It has been suggested that “addiction” should be rephrased as “bonding.” Humans have an innate need to bond with something, preferably other people. Lacking satisfying human connections, we desperately bond with something—anything—that offers some relief: food, booze, drugs, shopping, gambling… whatever helps. Anecdotal evidence suggests that hospital patients on “addictive” painkillers like morphine, won’t develop an addiction—IF they have a strong social network.

“Not so easy,” you might reply. “I’m an introvert. I’m shy. I’ve been rejected. I don’t want to be hurt again. I don’t know where to meet people.”  All emotional eaters feel this way.  But don’t worry, it doesn’t have to be this way.  We can make great connections, it just takes a little bit of conscious effort.

Here’s how to make great connections, even if you’re shy or introverted:

Before you go somewhere:

  1. Prime yourself for a great experience. Visualize a situation and mentally rehearse what you’ll say and do, to feel more comfortable when you arrive. Just don’t get stuck in expectations.
  2. Pump yourself up. Avoid negative reinforcement like, “I’m shy, I’m no good at meeting new people, etc…” Challenge these thoughts mercilessly. Practice a positive mantra instead: “Smile, and be interested in people!”
  3. Who cares what people think? Worrying about what people ‘might’ think leads to social anxiety. People judge each other, but most just want connection and are willing to make the effort.
  4. Practice being approachable. Downcast eyes/hunched posture/crossed arms say, “I’m shy, go away.” Invite interaction by practicing a smile, eye contact, and body language that says, “I’m interested in you.”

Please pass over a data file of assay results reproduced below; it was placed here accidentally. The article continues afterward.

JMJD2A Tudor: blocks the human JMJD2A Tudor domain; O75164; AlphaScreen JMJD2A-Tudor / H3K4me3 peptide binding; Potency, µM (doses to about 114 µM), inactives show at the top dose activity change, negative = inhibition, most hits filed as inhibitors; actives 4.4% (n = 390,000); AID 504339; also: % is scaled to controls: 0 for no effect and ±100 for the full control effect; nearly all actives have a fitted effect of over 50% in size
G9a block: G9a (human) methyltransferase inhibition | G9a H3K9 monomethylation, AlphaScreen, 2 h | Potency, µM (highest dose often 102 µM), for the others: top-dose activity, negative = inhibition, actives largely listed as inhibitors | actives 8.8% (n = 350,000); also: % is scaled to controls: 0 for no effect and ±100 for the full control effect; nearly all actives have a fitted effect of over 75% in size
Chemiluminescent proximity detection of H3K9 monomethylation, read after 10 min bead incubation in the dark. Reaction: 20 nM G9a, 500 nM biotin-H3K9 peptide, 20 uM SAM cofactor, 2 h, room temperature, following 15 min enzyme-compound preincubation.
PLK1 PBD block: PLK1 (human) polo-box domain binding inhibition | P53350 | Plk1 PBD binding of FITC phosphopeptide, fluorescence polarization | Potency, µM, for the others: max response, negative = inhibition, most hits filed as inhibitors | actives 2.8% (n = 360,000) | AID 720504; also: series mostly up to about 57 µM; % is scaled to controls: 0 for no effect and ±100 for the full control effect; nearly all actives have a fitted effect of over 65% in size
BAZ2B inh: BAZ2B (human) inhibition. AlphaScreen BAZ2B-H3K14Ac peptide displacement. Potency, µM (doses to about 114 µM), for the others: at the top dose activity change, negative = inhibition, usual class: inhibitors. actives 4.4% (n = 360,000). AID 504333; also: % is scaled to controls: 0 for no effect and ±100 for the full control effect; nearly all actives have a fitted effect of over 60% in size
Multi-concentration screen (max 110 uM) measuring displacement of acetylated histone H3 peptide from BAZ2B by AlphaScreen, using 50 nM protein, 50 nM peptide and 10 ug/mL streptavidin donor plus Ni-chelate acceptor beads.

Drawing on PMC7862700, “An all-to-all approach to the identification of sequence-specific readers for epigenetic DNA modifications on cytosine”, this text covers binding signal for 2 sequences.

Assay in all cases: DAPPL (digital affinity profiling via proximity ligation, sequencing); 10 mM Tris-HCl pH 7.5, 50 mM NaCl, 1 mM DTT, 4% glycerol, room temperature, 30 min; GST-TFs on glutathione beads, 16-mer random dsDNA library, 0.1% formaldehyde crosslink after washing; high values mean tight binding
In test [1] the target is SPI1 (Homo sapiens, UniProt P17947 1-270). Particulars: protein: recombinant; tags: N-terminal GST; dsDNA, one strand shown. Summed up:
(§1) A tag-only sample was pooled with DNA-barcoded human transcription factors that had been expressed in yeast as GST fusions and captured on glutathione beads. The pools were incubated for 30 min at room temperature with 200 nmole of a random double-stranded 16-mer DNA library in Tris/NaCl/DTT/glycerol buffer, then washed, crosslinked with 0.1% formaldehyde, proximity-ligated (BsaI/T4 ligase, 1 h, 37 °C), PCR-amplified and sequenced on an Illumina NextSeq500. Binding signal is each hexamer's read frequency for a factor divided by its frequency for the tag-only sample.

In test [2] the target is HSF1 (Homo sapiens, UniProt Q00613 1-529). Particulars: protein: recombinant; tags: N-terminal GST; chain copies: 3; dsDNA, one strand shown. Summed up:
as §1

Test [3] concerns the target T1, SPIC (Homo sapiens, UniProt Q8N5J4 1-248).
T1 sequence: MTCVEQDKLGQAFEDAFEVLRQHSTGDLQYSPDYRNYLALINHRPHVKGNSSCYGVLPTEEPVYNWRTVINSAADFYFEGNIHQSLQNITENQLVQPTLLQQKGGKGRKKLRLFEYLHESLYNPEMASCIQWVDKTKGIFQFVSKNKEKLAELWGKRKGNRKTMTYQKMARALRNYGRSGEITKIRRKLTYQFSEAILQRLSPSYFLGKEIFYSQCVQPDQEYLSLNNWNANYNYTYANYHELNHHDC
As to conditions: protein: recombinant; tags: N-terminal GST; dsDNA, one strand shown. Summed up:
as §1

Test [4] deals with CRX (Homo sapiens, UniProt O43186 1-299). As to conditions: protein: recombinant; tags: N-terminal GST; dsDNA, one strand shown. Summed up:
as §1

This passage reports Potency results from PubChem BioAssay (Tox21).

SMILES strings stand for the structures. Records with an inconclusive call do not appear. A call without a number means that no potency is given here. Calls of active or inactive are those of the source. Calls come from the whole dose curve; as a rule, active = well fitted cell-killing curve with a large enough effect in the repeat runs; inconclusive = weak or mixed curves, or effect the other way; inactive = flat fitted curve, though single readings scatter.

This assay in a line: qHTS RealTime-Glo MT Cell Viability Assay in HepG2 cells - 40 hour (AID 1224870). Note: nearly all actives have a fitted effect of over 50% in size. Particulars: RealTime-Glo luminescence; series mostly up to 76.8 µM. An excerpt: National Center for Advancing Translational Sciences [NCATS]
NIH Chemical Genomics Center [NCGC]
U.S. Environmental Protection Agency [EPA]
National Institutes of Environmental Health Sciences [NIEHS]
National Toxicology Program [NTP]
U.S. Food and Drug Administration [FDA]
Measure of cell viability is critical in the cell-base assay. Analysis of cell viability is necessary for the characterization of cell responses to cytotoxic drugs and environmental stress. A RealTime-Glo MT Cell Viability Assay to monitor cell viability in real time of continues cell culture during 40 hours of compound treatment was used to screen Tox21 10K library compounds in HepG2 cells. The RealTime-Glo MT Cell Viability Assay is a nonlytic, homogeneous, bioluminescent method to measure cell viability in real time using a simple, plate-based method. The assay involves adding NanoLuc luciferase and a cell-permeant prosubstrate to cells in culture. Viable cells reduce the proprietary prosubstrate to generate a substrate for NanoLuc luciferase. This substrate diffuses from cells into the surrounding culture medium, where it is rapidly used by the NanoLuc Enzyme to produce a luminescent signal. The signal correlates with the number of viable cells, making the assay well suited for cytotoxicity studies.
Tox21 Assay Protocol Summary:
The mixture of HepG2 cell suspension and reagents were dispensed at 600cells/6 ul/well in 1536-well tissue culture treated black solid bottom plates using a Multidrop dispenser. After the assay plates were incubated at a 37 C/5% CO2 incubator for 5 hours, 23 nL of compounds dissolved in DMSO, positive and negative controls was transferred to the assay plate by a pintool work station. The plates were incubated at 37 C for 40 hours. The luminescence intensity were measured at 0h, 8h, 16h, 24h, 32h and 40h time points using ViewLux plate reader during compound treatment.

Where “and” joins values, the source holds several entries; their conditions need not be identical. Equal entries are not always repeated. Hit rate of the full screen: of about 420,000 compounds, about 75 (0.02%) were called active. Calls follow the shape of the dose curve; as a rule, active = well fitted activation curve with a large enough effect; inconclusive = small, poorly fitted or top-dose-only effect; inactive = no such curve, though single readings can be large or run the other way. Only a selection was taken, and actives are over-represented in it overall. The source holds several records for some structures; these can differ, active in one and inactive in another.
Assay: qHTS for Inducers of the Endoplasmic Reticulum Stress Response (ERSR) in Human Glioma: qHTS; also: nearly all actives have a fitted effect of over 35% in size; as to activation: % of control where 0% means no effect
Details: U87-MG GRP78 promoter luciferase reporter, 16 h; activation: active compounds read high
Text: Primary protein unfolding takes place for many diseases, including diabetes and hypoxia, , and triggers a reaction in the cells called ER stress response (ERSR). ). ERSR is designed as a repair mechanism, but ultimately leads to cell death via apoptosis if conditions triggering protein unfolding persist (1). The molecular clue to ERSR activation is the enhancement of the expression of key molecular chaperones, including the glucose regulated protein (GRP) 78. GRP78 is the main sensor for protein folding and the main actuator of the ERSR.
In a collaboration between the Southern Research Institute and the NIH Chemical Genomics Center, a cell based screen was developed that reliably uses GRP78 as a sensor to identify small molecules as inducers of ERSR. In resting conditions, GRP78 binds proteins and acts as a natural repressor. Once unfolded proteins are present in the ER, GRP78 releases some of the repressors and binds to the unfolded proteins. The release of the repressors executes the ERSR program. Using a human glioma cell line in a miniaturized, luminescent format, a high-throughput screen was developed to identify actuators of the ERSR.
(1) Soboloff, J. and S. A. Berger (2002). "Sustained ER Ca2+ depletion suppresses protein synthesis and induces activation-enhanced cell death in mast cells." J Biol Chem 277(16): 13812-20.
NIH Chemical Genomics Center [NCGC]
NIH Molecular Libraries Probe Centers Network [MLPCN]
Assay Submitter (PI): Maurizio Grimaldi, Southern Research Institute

Getting out with confidence

Face your fears and put yourself out there… with baby steps that build confidence. Practice makes it easier!

  1. Be seen, but not as the center of attention. Put yourself in casual situations where it’s easy to meet people. Take a yoga class or a woodworking course. Learn how to brew beer. Join a Meetup group.
  2. Be in service in your community. Volunteer at your local animal shelter, church, or community center (opportunities abound). Being in service is an easy way to make friends.
  3. Be approachable. SMILE. You may not feel like smiling if you’re nervous but I assure you, your smile will light up a room and attract people to you. A genuine smile is your most attractive feature! How can you smile when inwardly you’re freaking out? Silently say, “I really like you” to the person you’re looking at. It works!
  4.  Practice a few good stories. Come prepared with a few stories and topics of conversation to keep conversations going. Stories encourage sharing! Voilà—instant connection!
  5. Be genuinely interested in people. People love to talk about themselves! Make people feel good by asking questions, listening deeply, and offering your undivided attention. Show that you care, and you’ll forget your own insecurity while making someone feel valued! Authentic listening is simple: Imagine you’re talking to the most interesting person alive—the deeper you dig, the more interesting people become! Everybody has fascinating stories. Encourage them to talk, and listen with empathy.


The Healing Power of Connection

Connection powerfully supports your overall wellbeing. If you make the effort, people will respond. One great place to start connecting is by joining the Secret Sauce to End Emotional Eating!  It’s a safe, online place where emotional eaters come to talk to each other, show support, and become friends.